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Corb Lund's Rocky Mountain high 

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Corb Lund has a thing for the American West, and for our state in particular.

One of Canada's two best Americana artists — the other being Blue Rodeo — the Juno award-winner has been known to play as many as nine Colorado gigs on a single U.S. tour.

Lund will be returning to the 87,000-acre Chico Basin Ranch this Saturday on a bill with cowboy-folk legend Ian Tyson and local musicians Chauncy Crandall and Grass It Up. (Find a full weekend schedule, including camping information, at chicobasinranch.com.)

We caught up with the charismatic singer-songwriter, who was somewhere on the road between Idaho and Colorado, to talk about this weekend's gig and what it is that keeps drawing him back to this area.

"Chico Basin is a special gig for me," says Lund of the Colorado Springs ranch, which should also be the perfect campfire-lit location for viewing this weekend's meteor showers. "I've played a number of shows there the past few years, and I love those guys. They're running that ranch in a very old-school way designed to preserve the native grass and keep the place pristine like in the bison days."

An alt-country artist whom the New York Times likened to "a smart-alecky Cormac McCarthy," Lund stands apart from the legion of all-hat, no-cattle musicians who populate the columns of No Depression.

"My people were all cowboys that came up from Utah and Nevada and homesteaded in southern Alberta 120 years ago," says the ranch-raised musician, whose best work ranks up there with Gram Parsons and early Steve Earle. "So I feel very at home in your neck of the woods."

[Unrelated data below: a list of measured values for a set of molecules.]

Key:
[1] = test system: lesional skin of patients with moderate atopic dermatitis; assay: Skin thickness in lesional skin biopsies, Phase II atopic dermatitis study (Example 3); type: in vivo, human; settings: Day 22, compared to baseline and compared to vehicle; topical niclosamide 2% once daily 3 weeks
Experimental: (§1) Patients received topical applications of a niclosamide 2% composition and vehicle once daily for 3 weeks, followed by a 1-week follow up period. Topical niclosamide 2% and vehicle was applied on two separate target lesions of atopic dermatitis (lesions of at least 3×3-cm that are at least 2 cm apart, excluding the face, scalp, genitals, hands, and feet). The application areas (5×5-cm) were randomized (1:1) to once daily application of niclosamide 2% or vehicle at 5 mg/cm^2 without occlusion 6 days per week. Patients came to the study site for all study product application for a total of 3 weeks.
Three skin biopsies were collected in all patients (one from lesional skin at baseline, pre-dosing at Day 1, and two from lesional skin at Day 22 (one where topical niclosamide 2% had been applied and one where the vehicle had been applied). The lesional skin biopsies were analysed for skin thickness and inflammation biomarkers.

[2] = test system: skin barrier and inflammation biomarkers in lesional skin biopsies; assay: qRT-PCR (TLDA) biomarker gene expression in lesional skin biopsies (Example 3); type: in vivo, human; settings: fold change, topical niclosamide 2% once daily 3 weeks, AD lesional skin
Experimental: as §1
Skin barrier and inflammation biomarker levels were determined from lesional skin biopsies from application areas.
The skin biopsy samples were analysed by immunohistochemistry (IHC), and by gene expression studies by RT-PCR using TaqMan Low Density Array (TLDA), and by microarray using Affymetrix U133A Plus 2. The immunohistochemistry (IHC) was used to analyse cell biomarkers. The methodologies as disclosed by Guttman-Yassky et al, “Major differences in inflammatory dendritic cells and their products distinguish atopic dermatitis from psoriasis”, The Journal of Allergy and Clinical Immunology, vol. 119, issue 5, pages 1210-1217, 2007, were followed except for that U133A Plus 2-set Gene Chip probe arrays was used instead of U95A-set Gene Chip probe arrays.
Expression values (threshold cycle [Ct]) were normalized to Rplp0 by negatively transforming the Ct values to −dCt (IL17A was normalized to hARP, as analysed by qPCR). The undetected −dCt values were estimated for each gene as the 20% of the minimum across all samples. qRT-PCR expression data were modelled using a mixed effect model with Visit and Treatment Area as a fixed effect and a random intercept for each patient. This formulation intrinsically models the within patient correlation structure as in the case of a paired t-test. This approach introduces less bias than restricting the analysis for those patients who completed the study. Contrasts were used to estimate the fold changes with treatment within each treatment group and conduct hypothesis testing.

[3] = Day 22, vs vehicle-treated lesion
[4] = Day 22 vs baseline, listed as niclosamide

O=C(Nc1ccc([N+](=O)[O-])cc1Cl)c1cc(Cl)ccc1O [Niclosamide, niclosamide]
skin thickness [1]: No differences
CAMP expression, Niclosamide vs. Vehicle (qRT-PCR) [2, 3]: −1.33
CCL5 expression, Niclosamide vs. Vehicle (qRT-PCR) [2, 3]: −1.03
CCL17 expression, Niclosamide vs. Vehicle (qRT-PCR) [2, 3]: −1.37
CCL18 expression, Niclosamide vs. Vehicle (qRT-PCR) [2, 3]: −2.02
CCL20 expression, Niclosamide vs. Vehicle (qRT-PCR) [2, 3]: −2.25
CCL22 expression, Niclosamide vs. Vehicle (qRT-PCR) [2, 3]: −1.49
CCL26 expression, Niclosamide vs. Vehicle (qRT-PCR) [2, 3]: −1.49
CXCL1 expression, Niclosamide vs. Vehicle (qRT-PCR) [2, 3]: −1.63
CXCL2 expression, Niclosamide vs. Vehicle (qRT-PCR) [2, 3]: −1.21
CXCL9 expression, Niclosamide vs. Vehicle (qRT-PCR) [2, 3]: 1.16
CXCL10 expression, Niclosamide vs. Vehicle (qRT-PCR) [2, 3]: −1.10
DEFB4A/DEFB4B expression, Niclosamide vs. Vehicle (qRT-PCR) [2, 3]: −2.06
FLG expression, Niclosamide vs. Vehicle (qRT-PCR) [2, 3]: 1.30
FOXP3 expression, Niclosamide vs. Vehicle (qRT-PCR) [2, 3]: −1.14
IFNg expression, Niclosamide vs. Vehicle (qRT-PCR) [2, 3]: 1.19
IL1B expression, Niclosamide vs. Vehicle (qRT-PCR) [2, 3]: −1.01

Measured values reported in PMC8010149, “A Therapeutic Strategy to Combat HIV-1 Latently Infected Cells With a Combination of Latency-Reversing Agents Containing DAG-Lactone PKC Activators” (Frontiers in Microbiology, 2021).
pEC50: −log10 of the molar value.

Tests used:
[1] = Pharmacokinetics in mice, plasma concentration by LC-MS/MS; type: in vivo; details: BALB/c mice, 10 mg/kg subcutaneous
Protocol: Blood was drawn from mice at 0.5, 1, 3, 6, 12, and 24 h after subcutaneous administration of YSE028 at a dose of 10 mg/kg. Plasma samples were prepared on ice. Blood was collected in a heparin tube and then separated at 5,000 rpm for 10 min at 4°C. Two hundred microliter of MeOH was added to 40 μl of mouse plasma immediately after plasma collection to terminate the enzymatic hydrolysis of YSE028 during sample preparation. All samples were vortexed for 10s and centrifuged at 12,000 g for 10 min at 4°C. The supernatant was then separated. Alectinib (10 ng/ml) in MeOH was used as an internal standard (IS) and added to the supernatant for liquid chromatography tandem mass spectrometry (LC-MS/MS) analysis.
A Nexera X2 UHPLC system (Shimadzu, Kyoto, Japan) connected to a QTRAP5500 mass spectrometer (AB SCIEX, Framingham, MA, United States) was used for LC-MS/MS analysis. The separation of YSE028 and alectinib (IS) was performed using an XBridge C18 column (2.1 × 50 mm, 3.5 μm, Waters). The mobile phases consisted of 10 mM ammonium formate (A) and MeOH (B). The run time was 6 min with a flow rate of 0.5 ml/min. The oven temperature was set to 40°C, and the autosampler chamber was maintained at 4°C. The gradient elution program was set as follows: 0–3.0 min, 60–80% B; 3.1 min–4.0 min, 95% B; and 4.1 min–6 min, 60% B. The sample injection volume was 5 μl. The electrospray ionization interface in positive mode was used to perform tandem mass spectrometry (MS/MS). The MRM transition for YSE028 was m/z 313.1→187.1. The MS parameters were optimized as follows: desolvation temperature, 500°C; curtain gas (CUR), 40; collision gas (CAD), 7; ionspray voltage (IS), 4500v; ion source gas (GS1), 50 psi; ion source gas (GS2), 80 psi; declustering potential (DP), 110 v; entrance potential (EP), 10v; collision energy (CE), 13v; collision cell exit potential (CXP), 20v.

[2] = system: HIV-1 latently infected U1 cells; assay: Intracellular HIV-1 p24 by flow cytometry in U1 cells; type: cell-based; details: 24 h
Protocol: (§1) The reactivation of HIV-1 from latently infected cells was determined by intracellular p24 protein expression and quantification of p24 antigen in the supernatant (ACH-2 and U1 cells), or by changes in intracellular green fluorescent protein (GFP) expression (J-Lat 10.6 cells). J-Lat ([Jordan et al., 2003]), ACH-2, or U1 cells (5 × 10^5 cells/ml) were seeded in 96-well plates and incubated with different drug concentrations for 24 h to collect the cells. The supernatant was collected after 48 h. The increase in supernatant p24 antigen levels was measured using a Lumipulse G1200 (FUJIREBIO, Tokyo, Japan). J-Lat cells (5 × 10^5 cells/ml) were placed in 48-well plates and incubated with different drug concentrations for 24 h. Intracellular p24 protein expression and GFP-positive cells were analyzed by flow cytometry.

Lund also appreciates how Coloradans tend not to follow a single party line when it comes to individual issues. He says one of the Colorado promoters he's worked with put it best: "I got a pistol and a bag of weed on the front seat. And damn it, I got papers for both of them!"

Cabin Fever, the latest album by Corb Lund & the Hurtin' Albertans, covers a lot of ground, from the hilarious "Bible on the Dash" to the eerie "One Left in the Chamber."

"Both of those are co-writes, which are rare for me," says Lund of the tracks he penned with Texas friends Hayes Carll and Matt Skinner. "'Bible' was just kind of a fun romp based on years of being hassled by cops, since I live a scruffy, subversive life. I had the chorus for years and couldn't finish it. Hayes sparked the sprint to the finish on that one."

And then there's "Chamber," with lyrics like: "There's the one I should have walked away from / Come right home to you / And the one left in the chamber oughtta do."

"That was Matt's idea," says Lund. "He had the key snippet, and we banged it around for a while and came up with it. I thought the key line was very chilling the first time I heard it. I trust those kinds of feelings with songs. If they do it to me, they usually do it to the listener."

The song also name-checks Colorado, while the recent "September" single mentions "a thousand acres in the Rocky Mountains." So is that our mountain range in the video, or someone else's?

"Nope, that's back home in southern Alberta," says Lund. "We got Rockies up in Canada, too, nice ones. That's another thing Alberta has in common with Colorado. Cattle and mountains."

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